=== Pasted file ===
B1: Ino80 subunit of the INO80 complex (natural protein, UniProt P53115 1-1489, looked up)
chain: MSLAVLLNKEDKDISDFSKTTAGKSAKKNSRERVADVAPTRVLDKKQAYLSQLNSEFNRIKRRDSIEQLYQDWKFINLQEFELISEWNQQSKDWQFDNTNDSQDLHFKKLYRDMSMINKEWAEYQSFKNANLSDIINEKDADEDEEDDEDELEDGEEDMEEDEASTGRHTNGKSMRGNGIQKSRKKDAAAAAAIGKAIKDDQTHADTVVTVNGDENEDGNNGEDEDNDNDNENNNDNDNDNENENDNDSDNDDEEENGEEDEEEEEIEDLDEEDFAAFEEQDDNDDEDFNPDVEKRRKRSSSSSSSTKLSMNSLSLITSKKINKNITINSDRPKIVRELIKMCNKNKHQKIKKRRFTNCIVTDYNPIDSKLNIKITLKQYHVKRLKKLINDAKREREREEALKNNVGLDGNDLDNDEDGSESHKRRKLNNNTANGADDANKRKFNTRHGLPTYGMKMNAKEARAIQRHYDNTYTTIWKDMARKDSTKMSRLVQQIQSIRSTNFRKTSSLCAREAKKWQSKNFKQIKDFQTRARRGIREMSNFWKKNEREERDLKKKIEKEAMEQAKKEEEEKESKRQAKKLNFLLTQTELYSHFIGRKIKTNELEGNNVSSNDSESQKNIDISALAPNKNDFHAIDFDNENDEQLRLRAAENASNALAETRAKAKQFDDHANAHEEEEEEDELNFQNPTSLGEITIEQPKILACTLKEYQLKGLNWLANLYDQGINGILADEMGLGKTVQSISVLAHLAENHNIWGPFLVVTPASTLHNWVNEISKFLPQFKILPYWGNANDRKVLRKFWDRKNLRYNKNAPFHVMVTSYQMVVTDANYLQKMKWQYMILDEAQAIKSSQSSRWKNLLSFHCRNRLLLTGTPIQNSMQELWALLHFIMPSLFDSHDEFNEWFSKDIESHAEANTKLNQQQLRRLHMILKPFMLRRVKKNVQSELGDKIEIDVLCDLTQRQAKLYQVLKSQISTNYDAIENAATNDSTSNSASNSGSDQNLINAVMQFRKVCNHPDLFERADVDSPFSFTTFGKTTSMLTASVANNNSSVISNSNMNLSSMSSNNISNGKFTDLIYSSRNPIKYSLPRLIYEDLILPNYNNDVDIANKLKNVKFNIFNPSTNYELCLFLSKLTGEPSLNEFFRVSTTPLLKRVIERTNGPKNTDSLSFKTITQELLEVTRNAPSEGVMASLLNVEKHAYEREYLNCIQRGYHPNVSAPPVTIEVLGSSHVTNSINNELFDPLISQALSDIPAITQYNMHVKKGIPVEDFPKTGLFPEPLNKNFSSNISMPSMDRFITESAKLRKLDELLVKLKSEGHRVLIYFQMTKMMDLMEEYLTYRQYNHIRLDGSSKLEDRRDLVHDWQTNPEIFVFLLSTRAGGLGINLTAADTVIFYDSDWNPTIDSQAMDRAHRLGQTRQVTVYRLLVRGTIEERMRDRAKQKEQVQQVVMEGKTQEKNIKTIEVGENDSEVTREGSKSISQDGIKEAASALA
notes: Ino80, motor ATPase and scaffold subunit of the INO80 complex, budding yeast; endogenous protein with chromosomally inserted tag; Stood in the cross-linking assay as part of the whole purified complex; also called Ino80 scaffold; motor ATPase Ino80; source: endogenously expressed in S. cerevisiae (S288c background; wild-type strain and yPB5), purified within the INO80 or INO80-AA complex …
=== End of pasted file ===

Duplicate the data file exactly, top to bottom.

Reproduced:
B1: Ino80 subunit of the INO80 complex (natural protein, UniProt P53115 1-1489, looked up)
chain: MSLAVLLNKEDKDISDFSKTTAGKSAKKNSRERVADVAPTRVLDKKQAYLSQLNSEFNRIKRRDSIEQLYQDWKFINLQEFELISEWNQQSKDWQFDNTNDSQDLHFKKLYRDMSMINKEWAEYQSFKNANLSDIINEKDADEDEEDDEDELEDGEEDMEEDEASTGRHTNGKSMRGNGIQKSRKKDAAAAAAIGKAIKDDQTHADTVVTVNGDENEDGNNGEDEDNDNDNENNNDNDNDNENENDNDSDNDDEEENGEEDEEEEEIEDLDEEDFAAFEEQDDNDDEDFNPDVEKRRKRSSSSSSSTKLSMNSLSLITSKKINKNITINSDRPKIVRELIKMCNKNKHQKIKKRRFTNCIVTDYNPIDSKLNIKITLKQYHVKRLKKLINDAKREREREEALKNNVGLDGNDLDNDEDGSESHKRRKLNNNTANGADDANKRKFNTRHGLPTYGMKMNAKEARAIQRHYDNTYTTIWKDMARKDSTKMSRLVQQIQSIRSTNFRKTSSLCAREAKKWQSKNFKQIKDFQTRARRGIREMSNFWKKNEREERDLKKKIEKEAMEQAKKEEEEKESKRQAKKLNFLLTQTELYSHFIGRKIKTNELEGNNVSSNDSESQKNIDISALAPNKNDFHAIDFDNENDEQLRLRAAENASNALAETRAKAKQFDDHANAHEEEEEEDELNFQNPTSLGEITIEQPKILACTLKEYQLKGLNWLANLYDQGINGILADEMGLGKTVQSISVLAHLAENHNIWGPFLVVTPASTLHNWVNEISKFLPQFKILPYWGNANDRKVLRKFWDRKNLRYNKNAPFHVMVTSYQMVVTDANYLQKMKWQYMILDEAQAIKSSQSSRWKNLLSFHCRNRLLLTGTPIQNSMQELWALLHFIMPSLFDSHDEFNEWFSKDIESHAEANTKLNQQQLRRLHMILKPFMLRRVKKNVQSELGDKIEIDVLCDLTQRQAKLYQVLKSQISTNYDAIENAATNDSTSNSASNSGSDQNLINAVMQFRKVCNHPDLFERADVDSPFSFTTFGKTTSMLTASVANNNSSVISNSNMNLSSMSSNNISNGKFTDLIYSSRNPIKYSLPRLIYEDLILPNYNNDVDIANKLKNVKFNIFNPSTNYELCLFLSKLTGEPSLNEFFRVSTTPLLKRVIERTNGPKNTDSLSFKTITQELLEVTRNAPSEGVMASLLNVEKHAYEREYLNCIQRGYHPNVSAPPVTIEVLGSSHVTNSINNELFDPLISQALSDIPAITQYNMHVKKGIPVEDFPKTGLFPEPLNKNFSSNISMPSMDRFITESAKLRKLDELLVKLKSEGHRVLIYFQMTKMMDLMEEYLTYRQYNHIRLDGSSKLEDRRDLVHDWQTNPEIFVFLLSTRAGGLGINLTAADTVIFYDSDWNPTIDSQAMDRAHRLGQTRQVTVYRLLVRGTIEERMRDRAKQKEQVQQVVMEGKTQEKNIKTIEVGENDSEVTREGSKSISQDGIKEAASALA
notes: Ino80, motor ATPase and scaffold subunit of the INO80 complex, budding yeast; endogenous protein with chromosomally inserted tag; Stood in the cross-linking assay as part of the whole purified complex; also called Ino80 scaffold; motor ATPase Ino80; source: endogenously expressed in S. cerevisiae (S288c background; wild-type strain and yPB5), purified within the INO80 or INO80-AA complex …